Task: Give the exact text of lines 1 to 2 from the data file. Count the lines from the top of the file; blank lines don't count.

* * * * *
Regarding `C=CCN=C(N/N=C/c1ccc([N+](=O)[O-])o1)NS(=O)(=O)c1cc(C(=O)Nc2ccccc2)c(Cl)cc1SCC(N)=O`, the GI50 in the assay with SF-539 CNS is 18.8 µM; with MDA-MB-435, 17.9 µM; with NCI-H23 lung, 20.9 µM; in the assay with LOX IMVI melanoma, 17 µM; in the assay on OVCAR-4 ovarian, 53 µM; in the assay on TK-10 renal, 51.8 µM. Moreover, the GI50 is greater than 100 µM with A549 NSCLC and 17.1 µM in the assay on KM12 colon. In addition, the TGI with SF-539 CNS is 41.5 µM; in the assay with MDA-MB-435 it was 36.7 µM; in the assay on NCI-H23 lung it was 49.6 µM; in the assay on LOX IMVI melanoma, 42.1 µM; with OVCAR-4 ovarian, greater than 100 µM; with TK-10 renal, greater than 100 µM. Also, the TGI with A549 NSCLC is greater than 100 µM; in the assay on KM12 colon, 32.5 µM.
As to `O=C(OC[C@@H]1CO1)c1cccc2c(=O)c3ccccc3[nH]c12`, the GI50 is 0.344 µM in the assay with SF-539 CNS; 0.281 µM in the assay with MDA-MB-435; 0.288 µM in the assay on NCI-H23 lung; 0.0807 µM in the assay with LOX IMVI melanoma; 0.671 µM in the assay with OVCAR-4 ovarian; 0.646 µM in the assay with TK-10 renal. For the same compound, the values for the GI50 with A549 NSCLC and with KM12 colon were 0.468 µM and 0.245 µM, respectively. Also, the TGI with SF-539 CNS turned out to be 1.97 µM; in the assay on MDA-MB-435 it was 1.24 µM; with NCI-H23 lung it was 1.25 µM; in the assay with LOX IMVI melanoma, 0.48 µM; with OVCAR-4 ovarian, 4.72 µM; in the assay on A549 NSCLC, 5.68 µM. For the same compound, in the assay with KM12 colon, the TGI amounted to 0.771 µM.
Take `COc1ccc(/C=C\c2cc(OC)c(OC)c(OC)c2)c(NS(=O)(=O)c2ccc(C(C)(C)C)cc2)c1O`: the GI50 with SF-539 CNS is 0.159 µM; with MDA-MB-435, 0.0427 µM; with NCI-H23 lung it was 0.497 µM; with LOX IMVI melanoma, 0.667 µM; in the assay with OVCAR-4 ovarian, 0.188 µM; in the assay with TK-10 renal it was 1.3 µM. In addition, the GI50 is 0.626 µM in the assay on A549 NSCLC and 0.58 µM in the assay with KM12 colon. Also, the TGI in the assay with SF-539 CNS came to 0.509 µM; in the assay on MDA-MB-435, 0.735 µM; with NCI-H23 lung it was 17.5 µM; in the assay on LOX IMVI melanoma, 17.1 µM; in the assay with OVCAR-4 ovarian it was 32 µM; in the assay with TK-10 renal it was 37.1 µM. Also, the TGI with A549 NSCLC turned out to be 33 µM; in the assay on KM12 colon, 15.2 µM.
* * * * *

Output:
Regarding `C=CCN=C(N/N=C/c1ccc([N+](=O)[O-])o1)NS(=O)(=O)c1cc(C(=O)Nc2ccccc2)c(Cl)cc1SCC(N)=O`, the GI50 in the assay with SF-539 CNS is 18.8 µM; with MDA-MB-435, 17.9 µM; with NCI-H23 lung, 20.9 µM; in the assay with LOX IMVI melanoma, 17 µM; in the assay on OVCAR-4 ovarian, 53 µM; in the assay on TK-10 renal, 51.8 µM. Moreover, the GI50 is greater than 100 µM with A549 NSCLC and 17.1 µM in the assay on KM12 colon. In addition, the TGI with SF-539 CNS is 41.5 µM; in the assay with MDA-MB-435 it was 36.7 µM; in the assay on NCI-H23 lung it was 49.6 µM; in the assay on LOX IMVI melanoma, 42.1 µM; with OVCAR-4 ovarian, greater than 100 µM; with TK-10 renal, greater than 100 µM. Also, the TGI with A549 NSCLC is greater than 100 µM; in the assay on KM12 colon, 32.5 µM.
As to `O=C(OC[C@@H]1CO1)c1cccc2c(=O)c3ccccc3[nH]c12`, the GI50 is 0.344 µM in the assay with SF-539 CNS; 0.281 µM in the assay with MDA-MB-435; 0.288 µM in the assay on NCI-H23 lung; 0.0807 µM in the assay with LOX IMVI melanoma; 0.671 µM in the assay with OVCAR-4 ovarian; 0.646 µM in the assay with TK-10 renal. For the same compound, the values for the GI50 with A549 NSCLC and with KM12 colon were 0.468 µM and 0.245 µM, respectively. Also, the TGI with SF-539 CNS turned out to be 1.97 µM; in the assay on MDA-MB-435 it was 1.24 µM; with NCI-H23 lung it was 1.25 µM; in the assay with LOX IMVI melanoma, 0.48 µM; with OVCAR-4 ovarian, 4.72 µM; in the assay on A549 NSCLC, 5.68 µM. For the same compound, in the assay with KM12 colon, the TGI amounted to 0.771 µM.